On February 11 this year, a massive nonviolent uprising involving all sectors of the population succeeded in ousting long-time Egyptian strongman Hosni Mubarak. However, since Mubarak’s departure, Egyptians have been frustrated in their desire for a democratic transformation, and the armed forces, one of Mubarak’s main support bases, has maintained its control of the country. But over the past weekend, more mass demonstrations, involving hundreds of thousands of protesters across the country, have brought the country to the point where the army might be forced out as well.

The context of the new mobilizations includes the poor performance of the Egyptian economy, as well as rough treatment meted out by security forces against demonstrators.

According to a report by Reuters reporter Una Galani, the country’s budget deficit nears 10 percent of gross domestic profit, and foreign reserves are sharply depleted, while tourism and direct foreign investment have declined.  

The wave of rebellions which, starting in Tunisia in January, have swept through the Arab world have been rooted in economic woes as well as dissatisfaction with the lack of democratic institutions, and Egypt is no exception. Jobs are scarce and, if Egypt is goes hat in hand to international lending institutions, such as the International Monetary Fund it is likely that the social safety net will take a hit, as cuts in social benefits will be the price extorted for any extension of credit.

The demonstrations that started up four days ago began in Tahrir Square in Cairo, but have spread to Alexandria, Port Said and other cities and towns. The numbers appear to be as great as in the protests that toppled Mubarak in February, and the police crackdown is just as vicious, with at least 33 protesters killed so far. The deaths have resulted from gunfire, rubber bullets, and tear gas.

Protesters, representing a large number of organizations and societal sectors, are demanding first of all the resignation of the de-facto military ruler of Egypt, Field Marshall Hussein Tantawi, and of the Supreme Council of the Armed Forces, which has been ruling the country since Mubarak resigned.  

Legislative elections are scheduled for Monday, November 28, and a presidential election by November 2012, but protesters fear that if these elections are carried out by a military government, they won’t be honest. Rather, they want the government to be handed over immediately to a civilian National Salvation Council.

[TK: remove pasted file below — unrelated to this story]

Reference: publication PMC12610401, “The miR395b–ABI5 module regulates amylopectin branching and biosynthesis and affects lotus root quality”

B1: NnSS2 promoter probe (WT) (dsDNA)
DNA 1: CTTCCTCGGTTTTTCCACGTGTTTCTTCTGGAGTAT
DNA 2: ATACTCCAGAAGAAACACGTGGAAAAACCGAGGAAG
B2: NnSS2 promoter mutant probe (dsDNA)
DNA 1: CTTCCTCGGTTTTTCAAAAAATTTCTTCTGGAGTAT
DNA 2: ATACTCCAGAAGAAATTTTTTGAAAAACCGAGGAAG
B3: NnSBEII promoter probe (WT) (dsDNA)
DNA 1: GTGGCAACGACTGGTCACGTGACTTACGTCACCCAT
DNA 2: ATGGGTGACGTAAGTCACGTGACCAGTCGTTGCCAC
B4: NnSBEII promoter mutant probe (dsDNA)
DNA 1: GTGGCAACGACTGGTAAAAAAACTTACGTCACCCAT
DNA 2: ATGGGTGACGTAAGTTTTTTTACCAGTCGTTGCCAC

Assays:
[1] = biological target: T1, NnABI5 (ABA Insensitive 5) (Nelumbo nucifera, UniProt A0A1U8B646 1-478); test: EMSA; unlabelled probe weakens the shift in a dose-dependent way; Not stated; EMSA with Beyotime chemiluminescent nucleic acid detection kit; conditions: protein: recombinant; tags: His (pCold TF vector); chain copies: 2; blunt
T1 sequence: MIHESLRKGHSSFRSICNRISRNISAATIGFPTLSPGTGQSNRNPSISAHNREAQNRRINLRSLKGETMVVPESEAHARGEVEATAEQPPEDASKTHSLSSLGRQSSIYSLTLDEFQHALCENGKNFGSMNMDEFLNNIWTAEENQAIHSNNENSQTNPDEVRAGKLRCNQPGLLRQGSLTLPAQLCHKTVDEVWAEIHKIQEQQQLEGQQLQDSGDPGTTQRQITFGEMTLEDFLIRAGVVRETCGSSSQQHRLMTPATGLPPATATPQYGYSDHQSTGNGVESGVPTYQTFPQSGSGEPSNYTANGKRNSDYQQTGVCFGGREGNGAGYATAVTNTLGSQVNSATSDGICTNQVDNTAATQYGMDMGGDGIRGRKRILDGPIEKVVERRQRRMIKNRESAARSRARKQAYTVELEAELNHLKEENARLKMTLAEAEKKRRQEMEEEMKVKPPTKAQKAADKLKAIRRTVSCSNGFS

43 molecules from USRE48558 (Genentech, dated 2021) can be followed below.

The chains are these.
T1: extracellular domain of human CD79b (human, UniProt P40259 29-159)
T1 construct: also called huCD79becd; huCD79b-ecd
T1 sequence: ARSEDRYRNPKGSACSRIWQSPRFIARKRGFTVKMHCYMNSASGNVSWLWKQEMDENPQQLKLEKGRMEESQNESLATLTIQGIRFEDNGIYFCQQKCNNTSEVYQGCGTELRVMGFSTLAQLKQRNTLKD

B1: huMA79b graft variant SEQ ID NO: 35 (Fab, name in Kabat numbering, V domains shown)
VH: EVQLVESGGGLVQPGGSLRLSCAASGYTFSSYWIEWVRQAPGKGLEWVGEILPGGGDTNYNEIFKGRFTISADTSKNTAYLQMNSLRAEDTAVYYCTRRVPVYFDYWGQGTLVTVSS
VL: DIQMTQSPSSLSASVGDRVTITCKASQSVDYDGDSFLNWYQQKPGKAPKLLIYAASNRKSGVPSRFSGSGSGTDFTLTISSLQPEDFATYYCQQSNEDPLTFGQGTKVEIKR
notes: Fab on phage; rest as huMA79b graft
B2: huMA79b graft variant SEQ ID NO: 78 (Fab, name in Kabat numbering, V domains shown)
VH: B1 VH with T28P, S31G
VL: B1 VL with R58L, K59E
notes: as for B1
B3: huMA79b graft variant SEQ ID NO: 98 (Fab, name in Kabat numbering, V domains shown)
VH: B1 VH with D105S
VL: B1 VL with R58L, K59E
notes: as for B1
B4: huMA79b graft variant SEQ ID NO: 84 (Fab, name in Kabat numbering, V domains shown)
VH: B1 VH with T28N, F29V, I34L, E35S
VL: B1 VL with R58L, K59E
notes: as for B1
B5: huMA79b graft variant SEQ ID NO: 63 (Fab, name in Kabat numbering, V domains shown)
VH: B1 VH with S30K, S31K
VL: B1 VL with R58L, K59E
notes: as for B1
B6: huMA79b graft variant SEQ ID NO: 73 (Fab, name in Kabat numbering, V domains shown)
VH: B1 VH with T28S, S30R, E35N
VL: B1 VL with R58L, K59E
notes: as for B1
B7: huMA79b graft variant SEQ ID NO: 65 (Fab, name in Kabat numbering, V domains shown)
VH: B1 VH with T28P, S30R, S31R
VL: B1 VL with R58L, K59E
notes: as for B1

The military is digging in its heels. However, on Monday the interim cabinet headed by Prime Minister Sharaf did resign (the idea being to set up an “un-political” technocratic government), and Field Marshall Tantawi did offer the protesters the possibility of a referendum to decide whether the military should cede power, but this offer was indignantly rejected.

Besides an end to military rule, demands shared by all protesting groups are

*An end to trials of civilians in military courts.

*Holding the presidential elections in April 2012, not November.

*Investigation and punishment for state security agents accused of killing protesters, and a complete overhaul of the state security system.

Various meetings have been taking place among opposition parties, including some Islamist parties and liberal democrats. The powerful Muslim Brotherhood, however, has held back from participating in the protests at this stage, fueling fears that it might eventually make common cause with the military government.

On Tuesday, an agreement was announced between the military government and the Muslim Brotherhood, along with some smaller parties and organizations. According to this plan, the presidential election would take place toward the end of June, but the military would remain in control until then. This agreement was immediately rejected by the street movement, as an opportunistic ploy designed to allow the military and the brotherhood to exercise undue influence on the writing of a new constitution. This agreement was also contemptuously rejected by the thousands massed in Tahrir Square.

On the left, 13 political parties, including the Egyptian Communist Party, the Egyptian Social Democratic Party, the Revolutionary Socialists and the Free Egyptians Party met on Monday and issued a statement in support of the protests. They added the demand that all protesters detained by the authorities be released immediately, and strongly denounced the repressive measures being employed against protesters.

It is expected that protests will continue this week.


Emile Schepers
Emile Schepers

Emile Schepers is a veteran civil and immigrant rights activist. Born in South Africa, he has a doctorate in cultural anthropology from Northwestern University. He is active in the struggle for immigrant rights, in solidarity with the Cuban Revolution and a number of other issues. He writes from Northern Virginia.